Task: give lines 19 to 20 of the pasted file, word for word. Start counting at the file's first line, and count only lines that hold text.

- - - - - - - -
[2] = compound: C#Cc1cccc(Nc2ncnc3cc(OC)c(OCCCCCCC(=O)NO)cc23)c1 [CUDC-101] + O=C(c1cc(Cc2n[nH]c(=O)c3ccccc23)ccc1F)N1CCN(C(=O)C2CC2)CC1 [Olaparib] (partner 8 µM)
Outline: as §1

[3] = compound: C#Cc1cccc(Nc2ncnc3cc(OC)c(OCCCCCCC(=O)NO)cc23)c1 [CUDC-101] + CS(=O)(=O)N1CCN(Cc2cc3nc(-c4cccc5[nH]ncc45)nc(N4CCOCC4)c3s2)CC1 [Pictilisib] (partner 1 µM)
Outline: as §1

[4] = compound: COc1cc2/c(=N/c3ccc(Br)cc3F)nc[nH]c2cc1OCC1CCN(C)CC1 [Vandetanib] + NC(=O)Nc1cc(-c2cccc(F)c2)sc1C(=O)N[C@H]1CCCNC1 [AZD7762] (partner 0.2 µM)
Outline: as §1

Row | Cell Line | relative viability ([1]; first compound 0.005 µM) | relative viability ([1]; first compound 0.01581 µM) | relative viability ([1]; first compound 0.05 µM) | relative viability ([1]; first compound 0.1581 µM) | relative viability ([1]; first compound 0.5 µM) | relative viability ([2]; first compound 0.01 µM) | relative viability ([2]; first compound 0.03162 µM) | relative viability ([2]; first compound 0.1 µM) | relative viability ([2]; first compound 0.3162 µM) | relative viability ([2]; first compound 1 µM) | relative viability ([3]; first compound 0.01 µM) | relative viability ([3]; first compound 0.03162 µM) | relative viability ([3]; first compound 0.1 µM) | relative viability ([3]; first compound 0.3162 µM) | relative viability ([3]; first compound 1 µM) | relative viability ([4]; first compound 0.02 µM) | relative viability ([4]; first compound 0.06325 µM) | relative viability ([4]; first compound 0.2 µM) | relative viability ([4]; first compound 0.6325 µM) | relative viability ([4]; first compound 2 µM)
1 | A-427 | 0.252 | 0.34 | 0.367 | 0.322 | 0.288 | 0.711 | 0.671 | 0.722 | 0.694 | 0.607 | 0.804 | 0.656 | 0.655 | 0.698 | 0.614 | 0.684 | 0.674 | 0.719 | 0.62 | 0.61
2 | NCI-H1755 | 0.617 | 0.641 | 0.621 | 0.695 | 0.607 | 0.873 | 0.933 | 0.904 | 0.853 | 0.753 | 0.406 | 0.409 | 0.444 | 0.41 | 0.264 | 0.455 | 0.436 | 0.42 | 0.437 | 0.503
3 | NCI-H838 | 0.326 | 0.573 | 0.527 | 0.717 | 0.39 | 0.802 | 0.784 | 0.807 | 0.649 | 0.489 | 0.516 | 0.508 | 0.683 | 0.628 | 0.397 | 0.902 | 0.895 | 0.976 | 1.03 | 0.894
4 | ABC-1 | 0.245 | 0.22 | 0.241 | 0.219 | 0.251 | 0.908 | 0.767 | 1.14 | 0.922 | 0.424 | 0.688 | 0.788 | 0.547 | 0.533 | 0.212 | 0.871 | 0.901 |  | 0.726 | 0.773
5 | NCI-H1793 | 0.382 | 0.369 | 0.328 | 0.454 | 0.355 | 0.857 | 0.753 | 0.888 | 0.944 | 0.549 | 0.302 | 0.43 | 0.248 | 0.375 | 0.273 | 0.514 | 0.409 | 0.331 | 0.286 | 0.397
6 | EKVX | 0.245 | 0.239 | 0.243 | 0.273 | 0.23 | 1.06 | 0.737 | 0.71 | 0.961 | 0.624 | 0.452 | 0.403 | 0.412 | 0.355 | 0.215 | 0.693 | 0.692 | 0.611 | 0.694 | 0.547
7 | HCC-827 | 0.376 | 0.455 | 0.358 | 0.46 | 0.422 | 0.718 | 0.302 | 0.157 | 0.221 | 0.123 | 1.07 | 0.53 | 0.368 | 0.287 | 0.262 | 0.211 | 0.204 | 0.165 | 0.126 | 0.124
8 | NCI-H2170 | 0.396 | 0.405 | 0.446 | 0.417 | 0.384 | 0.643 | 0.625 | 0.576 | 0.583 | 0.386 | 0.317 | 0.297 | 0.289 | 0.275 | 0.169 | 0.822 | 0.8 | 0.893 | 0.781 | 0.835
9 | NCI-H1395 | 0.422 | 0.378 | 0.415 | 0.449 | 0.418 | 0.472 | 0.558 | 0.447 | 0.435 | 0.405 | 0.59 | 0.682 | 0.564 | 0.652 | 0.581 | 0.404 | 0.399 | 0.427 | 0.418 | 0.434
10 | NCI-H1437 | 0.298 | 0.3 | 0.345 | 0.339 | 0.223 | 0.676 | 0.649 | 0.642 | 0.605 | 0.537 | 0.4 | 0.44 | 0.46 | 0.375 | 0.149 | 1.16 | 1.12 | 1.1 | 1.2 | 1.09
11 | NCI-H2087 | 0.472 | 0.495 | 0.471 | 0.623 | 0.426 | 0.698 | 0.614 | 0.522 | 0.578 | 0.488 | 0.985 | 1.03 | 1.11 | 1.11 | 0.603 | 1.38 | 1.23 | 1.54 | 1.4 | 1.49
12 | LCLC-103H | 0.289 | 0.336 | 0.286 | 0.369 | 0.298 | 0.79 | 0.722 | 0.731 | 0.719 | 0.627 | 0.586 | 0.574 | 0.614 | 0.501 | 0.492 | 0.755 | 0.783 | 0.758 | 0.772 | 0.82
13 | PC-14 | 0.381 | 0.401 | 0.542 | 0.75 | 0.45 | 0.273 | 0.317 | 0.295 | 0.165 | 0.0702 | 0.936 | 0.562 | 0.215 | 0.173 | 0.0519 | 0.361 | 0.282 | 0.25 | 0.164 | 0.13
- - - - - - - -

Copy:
12 | LCLC-103H | 0.289 | 0.336 | 0.286 | 0.369 | 0.298 | 0.79 | 0.722 | 0.731 | 0.719 | 0.627 | 0.586 | 0.574 | 0.614 | 0.501 | 0.492 | 0.755 | 0.783 | 0.758 | 0.772 | 0.82
13 | PC-14 | 0.381 | 0.401 | 0.542 | 0.75 | 0.45 | 0.273 | 0.317 | 0.295 | 0.165 | 0.0702 | 0.936 | 0.562 | 0.215 | 0.173 | 0.0519 | 0.361 | 0.282 | 0.25 | 0.164 | 0.13